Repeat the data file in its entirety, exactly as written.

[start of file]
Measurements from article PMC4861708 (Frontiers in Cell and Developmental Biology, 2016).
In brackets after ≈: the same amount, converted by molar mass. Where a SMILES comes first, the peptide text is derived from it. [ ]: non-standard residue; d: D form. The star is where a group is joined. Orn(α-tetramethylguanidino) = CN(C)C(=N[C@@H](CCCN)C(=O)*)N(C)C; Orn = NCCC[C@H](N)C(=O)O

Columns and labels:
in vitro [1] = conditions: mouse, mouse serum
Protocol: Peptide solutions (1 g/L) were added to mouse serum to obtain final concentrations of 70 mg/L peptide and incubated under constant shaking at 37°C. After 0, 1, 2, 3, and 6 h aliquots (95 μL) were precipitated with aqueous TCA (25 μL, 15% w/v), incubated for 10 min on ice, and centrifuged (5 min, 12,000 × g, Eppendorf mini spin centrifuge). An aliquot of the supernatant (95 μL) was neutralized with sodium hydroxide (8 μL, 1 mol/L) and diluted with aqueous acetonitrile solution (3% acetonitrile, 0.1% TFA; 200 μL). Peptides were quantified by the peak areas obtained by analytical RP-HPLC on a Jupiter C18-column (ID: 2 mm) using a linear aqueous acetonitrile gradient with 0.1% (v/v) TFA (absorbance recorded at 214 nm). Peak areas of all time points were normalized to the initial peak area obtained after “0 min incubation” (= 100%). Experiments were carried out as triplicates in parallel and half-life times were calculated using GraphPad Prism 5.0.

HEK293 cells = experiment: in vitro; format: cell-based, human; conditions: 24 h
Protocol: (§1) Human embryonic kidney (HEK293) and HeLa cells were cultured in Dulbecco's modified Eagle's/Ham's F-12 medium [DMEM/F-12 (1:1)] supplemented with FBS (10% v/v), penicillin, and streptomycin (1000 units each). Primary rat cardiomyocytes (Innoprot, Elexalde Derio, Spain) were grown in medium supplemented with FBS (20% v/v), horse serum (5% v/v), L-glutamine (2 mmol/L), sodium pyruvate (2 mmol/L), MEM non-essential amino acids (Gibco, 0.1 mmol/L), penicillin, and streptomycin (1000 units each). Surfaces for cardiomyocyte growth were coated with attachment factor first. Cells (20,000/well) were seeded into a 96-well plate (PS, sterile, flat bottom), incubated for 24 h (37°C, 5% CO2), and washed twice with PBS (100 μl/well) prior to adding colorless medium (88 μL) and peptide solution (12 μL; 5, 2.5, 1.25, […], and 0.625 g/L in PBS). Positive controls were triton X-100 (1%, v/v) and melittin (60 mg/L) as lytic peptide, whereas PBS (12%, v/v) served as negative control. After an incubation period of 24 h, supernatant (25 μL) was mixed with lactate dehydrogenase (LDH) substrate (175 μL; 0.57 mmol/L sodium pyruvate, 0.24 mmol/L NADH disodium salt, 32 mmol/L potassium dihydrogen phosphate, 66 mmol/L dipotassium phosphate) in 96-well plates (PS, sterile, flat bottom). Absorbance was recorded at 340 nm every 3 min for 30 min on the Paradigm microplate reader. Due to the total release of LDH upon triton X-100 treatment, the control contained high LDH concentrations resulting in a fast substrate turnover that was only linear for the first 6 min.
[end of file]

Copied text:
Measurements from article PMC4861708 (Frontiers in Cell and Developmental Biology, 2016).
In brackets after ≈: the same amount, converted by molar mass. Where a SMILES comes first, the peptide text is derived from it. [ ]: non-standard residue; d: D form. The star is where a group is joined. Orn(α-tetramethylguanidino) = CN(C)C(=N[C@@H](CCCN)C(=O)*)N(C)C; Orn = NCCC[C@H](N)C(=O)O

Columns and labels:
in vitro [1] = conditions: mouse, mouse serum
Protocol: Peptide solutions (1 g/L) were added to mouse serum to obtain final concentrations of 70 mg/L peptide and incubated under constant shaking at 37°C. After 0, 1, 2, 3, and 6 h aliquots (95 μL) were precipitated with aqueous TCA (25 μL, 15% w/v), incubated for 10 min on ice, and centrifuged (5 min, 12,000 × g, Eppendorf mini spin centrifuge). An aliquot of the supernatant (95 μL) was neutralized with sodium hydroxide (8 μL, 1 mol/L) and diluted with aqueous acetonitrile solution (3% acetonitrile, 0.1% TFA; 200 μL). Peptides were quantified by the peak areas obtained by analytical RP-HPLC on a Jupiter C18-column (ID: 2 mm) using a linear aqueous acetonitrile gradient with 0.1% (v/v) TFA (absorbance recorded at 214 nm). Peak areas of all time points were normalized to the initial peak area obtained after “0 min incubation” (= 100%). Experiments were carried out as triplicates in parallel and half-life times were calculated using GraphPad Prism 5.0.

HEK293 cells = experiment: in vitro; format: cell-based, human; conditions: 24 h
Protocol: (§1) Human embryonic kidney (HEK293) and HeLa cells were cultured in Dulbecco's modified Eagle's/Ham's F-12 medium [DMEM/F-12 (1:1)] supplemented with FBS (10% v/v), penicillin, and streptomycin (1000 units each). Primary rat cardiomyocytes (Innoprot, Elexalde Derio, Spain) were grown in medium supplemented with FBS (20% v/v), horse serum (5% v/v), L-glutamine (2 mmol/L), sodium pyruvate (2 mmol/L), MEM non-essential amino acids (Gibco, 0.1 mmol/L), penicillin, and streptomycin (1000 units each). Surfaces for cardiomyocyte growth were coated with attachment factor first. Cells (20,000/well) were seeded into a 96-well plate (PS, sterile, flat bottom), incubated for 24 h (37°C, 5% CO2), and washed twice with PBS (100 μl/well) prior to adding colorless medium (88 μL) and peptide solution (12 μL; 5, 2.5, 1.25, […], and 0.625 g/L in PBS). Positive controls were triton X-100 (1%, v/v) and melittin (60 mg/L) as lytic peptide, whereas PBS (12%, v/v) served as negative control. After an incubation period of 24 h, supernatant (25 μL) was mixed with lactate dehydrogenase (LDH) substrate (175 μL; 0.57 mmol/L sodium pyruvate, 0.24 mmol/L NADH disodium salt, 32 mmol/L potassium dihydrogen phosphate, 66 mmol/L dipotassium phosphate) in 96-well plates (PS, sterile, flat bottom). Absorbance was recorded at 340 nm every 3 min for 30 min on the Paradigm microplate reader. Due to the total release of LDH upon triton X-100 treatment, the control contained high LDH concentrations resulting in a fast substrate turnover that was only linear for the first 6 min.